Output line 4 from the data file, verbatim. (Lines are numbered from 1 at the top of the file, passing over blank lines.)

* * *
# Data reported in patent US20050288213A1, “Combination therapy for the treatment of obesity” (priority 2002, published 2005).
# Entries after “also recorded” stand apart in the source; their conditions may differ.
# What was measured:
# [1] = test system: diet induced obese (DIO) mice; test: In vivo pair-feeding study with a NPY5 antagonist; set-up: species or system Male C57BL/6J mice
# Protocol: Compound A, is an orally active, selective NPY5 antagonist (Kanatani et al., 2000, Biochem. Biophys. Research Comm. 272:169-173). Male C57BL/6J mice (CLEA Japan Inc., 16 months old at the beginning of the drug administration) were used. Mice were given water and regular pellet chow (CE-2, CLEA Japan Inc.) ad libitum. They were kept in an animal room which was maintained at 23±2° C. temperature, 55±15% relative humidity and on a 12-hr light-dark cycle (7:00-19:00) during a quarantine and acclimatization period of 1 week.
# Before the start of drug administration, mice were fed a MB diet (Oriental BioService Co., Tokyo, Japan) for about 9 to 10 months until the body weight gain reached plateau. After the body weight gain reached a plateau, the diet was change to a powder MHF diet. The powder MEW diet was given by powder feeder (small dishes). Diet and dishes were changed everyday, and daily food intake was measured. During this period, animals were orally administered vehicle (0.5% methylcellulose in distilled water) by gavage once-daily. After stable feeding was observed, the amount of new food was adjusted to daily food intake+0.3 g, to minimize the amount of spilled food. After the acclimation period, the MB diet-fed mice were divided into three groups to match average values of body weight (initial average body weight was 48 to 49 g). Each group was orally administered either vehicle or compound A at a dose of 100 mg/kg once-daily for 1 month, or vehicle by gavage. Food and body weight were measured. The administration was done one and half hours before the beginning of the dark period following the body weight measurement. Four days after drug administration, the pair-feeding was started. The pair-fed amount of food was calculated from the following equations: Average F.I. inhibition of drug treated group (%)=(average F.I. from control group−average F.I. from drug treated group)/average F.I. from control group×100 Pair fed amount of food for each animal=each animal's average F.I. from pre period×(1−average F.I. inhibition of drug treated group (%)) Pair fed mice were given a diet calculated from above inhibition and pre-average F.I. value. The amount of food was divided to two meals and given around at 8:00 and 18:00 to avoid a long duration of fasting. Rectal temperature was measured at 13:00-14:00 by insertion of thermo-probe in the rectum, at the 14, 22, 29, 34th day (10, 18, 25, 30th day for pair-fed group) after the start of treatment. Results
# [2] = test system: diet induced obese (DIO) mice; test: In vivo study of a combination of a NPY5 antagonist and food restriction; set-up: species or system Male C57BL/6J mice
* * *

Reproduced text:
# [1] = test system: diet induced obese (DIO) mice; test: In vivo pair-feeding study with a NPY5 antagonist; set-up: species or system Male C57BL/6J mice